NYC Scammer Indicted for Conning $1.8M Out of 5 Women

Nelson Counne, aka “Nelson Roth,” aka “Justin Roth,” aka the ‘worst boyfriend’ on the upper east side, 70, of New York, was in court and requested to be released on his own recognizance. Still, Judge Gregory Carro deemed him a flight risk and ordered him held on $150,000 cash bail or a bond of up to $350,000.

N.Y. District Attorney Alvin Bragg indicted Counne for stealing more than $1.8 million from five women through romance and investment scams.

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“As alleged, Nelson Counne’s sole source of income for the past eight years was money he swindled,” said District Attorney Bragg. “He allegedly fed lie after lie to women he falsely claimed to have a romantic interest in, enticing them with investment opportunities that never existed while using their funds to repay past victims, lure in new ones, and fund his lifestyle. We urge everyone to exercise caution when told there’s an investment opportunity that seems too good to be true. If you or someone you know has been a scam victim, we are here to help – call us at 212-335-8900.”

According to court documents and statements made on the record in court, between December 12, 2012, and January 22, 2021, Counne stole more than $1.8 million from at least five women using the same romance and investment scam.

Counne met most victims through online dating applications using the alias Nelson Roth or Justin Roth. He purported to be an independently wealthy retired art dealer and investor with homes in London, Manhattan, and the South of France.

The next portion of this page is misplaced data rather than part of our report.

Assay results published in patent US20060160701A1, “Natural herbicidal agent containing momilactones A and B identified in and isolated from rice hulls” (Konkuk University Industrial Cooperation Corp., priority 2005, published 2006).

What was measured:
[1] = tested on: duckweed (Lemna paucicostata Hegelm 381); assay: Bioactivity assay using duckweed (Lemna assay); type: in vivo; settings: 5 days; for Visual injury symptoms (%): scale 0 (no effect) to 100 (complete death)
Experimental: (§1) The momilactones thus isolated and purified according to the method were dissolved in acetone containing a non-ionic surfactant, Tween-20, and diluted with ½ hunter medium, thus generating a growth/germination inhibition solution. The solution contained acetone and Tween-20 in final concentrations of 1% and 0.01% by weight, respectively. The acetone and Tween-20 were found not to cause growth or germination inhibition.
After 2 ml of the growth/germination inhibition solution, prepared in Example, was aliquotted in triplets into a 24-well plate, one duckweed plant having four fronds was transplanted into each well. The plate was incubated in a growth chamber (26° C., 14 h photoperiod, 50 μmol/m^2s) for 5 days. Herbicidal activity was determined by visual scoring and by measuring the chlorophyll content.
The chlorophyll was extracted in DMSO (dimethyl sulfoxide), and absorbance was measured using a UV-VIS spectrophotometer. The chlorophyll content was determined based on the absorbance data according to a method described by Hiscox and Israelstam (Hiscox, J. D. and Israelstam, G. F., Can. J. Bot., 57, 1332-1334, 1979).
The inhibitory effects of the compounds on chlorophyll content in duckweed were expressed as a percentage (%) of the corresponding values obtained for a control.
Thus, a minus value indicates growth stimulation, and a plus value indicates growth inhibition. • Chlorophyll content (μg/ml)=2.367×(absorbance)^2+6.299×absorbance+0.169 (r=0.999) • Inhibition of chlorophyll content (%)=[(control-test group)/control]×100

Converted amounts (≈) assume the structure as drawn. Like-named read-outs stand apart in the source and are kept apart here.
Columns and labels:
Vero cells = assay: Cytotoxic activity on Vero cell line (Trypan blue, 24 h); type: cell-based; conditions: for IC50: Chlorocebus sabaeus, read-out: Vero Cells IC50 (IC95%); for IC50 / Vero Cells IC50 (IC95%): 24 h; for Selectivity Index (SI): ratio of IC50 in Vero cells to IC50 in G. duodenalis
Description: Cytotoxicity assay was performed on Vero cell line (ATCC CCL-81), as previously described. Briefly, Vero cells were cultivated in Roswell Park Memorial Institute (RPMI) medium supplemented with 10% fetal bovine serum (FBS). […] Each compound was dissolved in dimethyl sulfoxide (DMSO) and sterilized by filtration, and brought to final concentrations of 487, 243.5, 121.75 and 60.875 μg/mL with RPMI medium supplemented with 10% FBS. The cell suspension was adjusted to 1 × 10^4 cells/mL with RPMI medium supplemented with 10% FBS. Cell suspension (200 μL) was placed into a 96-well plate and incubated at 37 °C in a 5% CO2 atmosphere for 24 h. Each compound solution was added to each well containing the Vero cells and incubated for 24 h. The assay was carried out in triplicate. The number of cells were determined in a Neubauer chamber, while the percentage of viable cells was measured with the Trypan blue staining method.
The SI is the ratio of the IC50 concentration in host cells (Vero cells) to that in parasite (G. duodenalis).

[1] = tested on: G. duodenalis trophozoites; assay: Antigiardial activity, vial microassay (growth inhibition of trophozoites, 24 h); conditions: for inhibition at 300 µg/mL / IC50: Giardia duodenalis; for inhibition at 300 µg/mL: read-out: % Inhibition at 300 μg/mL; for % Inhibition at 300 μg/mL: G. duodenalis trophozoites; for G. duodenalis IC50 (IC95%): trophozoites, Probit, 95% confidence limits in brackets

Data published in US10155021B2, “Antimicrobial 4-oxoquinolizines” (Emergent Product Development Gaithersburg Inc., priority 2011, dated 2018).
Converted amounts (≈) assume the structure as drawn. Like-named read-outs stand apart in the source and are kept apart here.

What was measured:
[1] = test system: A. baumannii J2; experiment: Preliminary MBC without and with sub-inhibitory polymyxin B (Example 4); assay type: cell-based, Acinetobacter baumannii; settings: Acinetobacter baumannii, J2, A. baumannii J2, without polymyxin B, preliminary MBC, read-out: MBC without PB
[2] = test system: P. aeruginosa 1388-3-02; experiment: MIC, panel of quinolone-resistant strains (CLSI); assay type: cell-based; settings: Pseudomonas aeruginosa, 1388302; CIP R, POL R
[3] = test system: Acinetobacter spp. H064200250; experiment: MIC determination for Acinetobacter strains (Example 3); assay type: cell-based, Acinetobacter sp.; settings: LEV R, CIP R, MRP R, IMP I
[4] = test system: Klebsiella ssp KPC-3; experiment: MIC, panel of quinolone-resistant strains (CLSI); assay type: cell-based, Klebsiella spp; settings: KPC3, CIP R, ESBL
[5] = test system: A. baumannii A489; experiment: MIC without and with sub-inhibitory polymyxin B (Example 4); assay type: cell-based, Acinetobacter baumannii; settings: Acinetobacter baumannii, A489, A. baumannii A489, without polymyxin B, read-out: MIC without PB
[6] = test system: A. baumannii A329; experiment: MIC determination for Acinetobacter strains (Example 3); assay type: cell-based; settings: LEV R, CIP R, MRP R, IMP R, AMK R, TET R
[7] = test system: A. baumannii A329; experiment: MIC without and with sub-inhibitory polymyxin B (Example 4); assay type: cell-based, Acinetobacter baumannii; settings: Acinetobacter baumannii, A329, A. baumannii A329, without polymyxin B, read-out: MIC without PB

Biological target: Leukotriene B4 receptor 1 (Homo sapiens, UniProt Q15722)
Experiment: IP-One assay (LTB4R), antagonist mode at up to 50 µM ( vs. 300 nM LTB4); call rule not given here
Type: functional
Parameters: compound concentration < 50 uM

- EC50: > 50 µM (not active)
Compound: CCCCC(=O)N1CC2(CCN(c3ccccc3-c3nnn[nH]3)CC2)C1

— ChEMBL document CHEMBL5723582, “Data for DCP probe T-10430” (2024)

Nelson Counne

Counne presented each of the victims with a supposed investment opportunity. He refused to provide details, sometimes telling the women that the investment existed in a “gray area between legal and illegal” and sometimes hinting that he had access to inside information.

Among the purported investments Counne claimed he could access was Alibaba, as the company prepared to become publicly traded. A start-up company purportedly run by Counne and a former Google executive, which would provide an online lottery that potential college students could pay to enter for a chance to win tuition coverage.

Most victims initially hesitated, but Counne persisted until each agreed to invest.

After this initial investment, Counne sought additional financial support from each victim. He justified these requests by saying that the extra money was needed for investment-related expenses such as paying “fixers” to ensure that the deals were completed and paying salaries and housing costs for the staff of the tech start-up.

Counne claimed that his funds were tied up in the investments or that his accounts were frozen due to U.S. and European investigations into his financial activities. He promised to repay each victim their initial investment plus a substantial profit within a few weeks.

Ultimately, most of Counne’s claims were false. He does not own homes in London and the South of France. He has never traveled internationally and does not have a passport. He was not independently wealthy, and the only funds in his accounts were from victims of his romance scams.

Instead of being invested, the victims’ funds were used to make Counne appear wealthy to new victims and to repay previous victims who had detected his fraud.

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Counne is charged in a New York State Supreme Court indictment with Scheme to Defraud in the First Degree, two counts of Grand Larceny in the Second Degree, and Grand Larceny in the Third Degree.

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